Series: Eerdmans Ekklesia Series (EES)
Why, asks Kelly Johnson, does Christian ethics so rarely tackle the real-life question of whether to give to beggars? Examining both classical economics and Christian stewardship ethics as reactions to medieval debates about the role of mendicants in the church and in wider society, Johnson reveals modern anxiety about dependence and humility as well as the importance of Christian attempts to rethink property relations in ways that integrate those qualities. She studies the rhetoric and thought of Christian thinkers, beggar saints, and economists from throughout history, placing greatest emphasis on the life and work of Peter Maurin, a cofounder of the Catholic Worker movement. Challenging and thought-provoking, The Fear of Beggars
will move Christian economic ethics into a richer, more involved discussion.
"The author's prose is clean and often elegant. . . The Fear of Beggars should be on the bookshelves of teachers, academics, religious and lay, and all those involved in Christian social justice."
"Johnson writes beautifully and blends assertion with critique with disarming equanimity."
"Immediately arresting because it takes on the issue of begging in the context of a broader Christian ethic. . . Her study makes a useful contribution to the relation between Christian ethics and economic/political theory."
Christine D. Pohl
— author of Making Room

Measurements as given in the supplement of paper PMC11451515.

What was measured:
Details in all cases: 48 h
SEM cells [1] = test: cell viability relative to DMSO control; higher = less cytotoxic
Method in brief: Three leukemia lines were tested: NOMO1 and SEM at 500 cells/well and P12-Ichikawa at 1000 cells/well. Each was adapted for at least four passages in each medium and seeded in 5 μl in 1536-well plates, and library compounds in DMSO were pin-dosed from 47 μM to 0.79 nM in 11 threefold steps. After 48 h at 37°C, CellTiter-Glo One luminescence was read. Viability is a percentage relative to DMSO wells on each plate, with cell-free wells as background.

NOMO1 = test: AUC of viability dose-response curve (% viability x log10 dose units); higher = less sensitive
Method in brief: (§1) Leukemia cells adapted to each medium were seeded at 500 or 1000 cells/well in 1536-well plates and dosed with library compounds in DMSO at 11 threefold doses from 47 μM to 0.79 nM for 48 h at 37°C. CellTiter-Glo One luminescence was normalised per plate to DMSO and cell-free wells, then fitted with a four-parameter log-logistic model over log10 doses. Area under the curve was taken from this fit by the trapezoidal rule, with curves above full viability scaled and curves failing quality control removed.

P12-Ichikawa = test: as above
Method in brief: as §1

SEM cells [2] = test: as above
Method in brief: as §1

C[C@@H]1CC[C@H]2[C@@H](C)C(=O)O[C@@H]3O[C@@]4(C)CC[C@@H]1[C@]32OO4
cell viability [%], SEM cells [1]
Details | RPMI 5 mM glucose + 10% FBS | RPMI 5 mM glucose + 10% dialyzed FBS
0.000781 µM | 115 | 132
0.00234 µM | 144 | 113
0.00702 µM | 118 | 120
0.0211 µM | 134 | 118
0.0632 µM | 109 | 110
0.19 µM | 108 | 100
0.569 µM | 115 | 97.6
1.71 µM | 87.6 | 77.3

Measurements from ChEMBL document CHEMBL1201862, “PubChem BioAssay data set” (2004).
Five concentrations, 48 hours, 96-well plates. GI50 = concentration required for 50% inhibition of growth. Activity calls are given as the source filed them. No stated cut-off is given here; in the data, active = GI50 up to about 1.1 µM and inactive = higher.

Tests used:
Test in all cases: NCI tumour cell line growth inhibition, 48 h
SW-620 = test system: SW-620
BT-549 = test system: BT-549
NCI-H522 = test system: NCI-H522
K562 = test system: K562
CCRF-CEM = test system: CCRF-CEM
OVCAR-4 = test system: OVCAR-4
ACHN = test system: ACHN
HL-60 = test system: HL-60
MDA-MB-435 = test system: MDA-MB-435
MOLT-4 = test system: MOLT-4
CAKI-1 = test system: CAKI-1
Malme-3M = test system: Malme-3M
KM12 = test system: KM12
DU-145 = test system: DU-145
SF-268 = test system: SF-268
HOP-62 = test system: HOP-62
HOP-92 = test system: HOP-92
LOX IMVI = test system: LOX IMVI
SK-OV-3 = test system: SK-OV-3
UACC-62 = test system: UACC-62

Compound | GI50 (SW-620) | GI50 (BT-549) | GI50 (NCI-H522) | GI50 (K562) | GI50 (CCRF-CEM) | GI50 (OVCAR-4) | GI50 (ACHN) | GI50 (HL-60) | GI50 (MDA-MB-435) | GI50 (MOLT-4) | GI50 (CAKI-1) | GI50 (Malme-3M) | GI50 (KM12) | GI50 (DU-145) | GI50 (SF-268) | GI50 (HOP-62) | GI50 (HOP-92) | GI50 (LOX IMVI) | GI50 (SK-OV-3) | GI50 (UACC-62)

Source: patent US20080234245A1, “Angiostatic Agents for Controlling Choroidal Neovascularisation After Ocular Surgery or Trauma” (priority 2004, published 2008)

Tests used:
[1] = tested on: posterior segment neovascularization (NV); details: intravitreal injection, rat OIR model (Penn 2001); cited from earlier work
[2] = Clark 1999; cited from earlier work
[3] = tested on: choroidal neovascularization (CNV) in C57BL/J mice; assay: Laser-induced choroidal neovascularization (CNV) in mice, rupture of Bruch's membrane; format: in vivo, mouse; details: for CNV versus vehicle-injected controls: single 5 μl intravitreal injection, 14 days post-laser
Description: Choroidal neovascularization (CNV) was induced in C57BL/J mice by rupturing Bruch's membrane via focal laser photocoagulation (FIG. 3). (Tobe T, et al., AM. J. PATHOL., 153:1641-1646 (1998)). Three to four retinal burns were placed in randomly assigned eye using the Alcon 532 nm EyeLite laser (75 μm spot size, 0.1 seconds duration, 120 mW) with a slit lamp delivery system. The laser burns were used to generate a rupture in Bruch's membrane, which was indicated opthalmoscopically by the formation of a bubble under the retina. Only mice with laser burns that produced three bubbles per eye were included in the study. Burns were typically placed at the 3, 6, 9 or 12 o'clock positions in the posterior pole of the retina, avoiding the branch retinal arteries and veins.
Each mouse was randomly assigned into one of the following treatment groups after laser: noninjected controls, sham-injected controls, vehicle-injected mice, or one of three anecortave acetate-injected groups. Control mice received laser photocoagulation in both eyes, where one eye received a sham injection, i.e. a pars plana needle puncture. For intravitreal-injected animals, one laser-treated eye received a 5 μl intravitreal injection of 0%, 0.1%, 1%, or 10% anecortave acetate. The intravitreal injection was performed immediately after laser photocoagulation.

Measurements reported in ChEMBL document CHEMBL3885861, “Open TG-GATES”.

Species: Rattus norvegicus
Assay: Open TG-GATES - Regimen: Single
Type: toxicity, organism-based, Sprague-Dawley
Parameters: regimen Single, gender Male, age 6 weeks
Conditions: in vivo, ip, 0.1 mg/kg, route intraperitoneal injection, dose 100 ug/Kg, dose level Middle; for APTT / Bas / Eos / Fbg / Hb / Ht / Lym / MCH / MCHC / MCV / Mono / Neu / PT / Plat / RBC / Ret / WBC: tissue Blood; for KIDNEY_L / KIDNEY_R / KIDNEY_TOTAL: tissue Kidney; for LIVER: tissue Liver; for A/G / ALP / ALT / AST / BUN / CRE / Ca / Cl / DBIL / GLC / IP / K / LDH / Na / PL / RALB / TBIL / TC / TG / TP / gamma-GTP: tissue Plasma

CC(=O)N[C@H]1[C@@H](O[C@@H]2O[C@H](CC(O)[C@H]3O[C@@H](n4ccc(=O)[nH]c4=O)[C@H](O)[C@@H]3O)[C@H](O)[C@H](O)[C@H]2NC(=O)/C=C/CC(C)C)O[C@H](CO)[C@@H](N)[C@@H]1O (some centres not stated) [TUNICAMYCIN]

"One does not necessarily expect a book on begging and reimagining property relations to sing with theological and historical insight, but Kelly Johnson's book does just that. Her account is fascinating and beautifully written. She assembles a remarkable group of conversation partners and, with them, raises provocative theological and economic questions and shows how much they matter."
— coauthor of Inhabiting the Church
"Thank God, Kelly Johnson is bold enough to look our fear of beggars in the face. Love drives out fear, and indeed this book is filled with love for St. Francis, Peter Maurin, and the gifts their lives offer us if only we will let go of our purse strings to receive them. Here is a wealth of wisdom gleaned from Lady Poverty, Source of all our riches."
— Bartimaeus Cooperative Ministries
"An elegant treatise. Johnson's approach defies disciplinary apartheid, weaving a rich tapestry of theological and ethical reflection on faith and economics. Her historical exegesis of churchly stewardship discourse alone is worth the freight. And her commendation of Francis's economic unilateral disarmament' is welcome wisdom in our increasingly hard-hearted 'agonistic marketplace.'"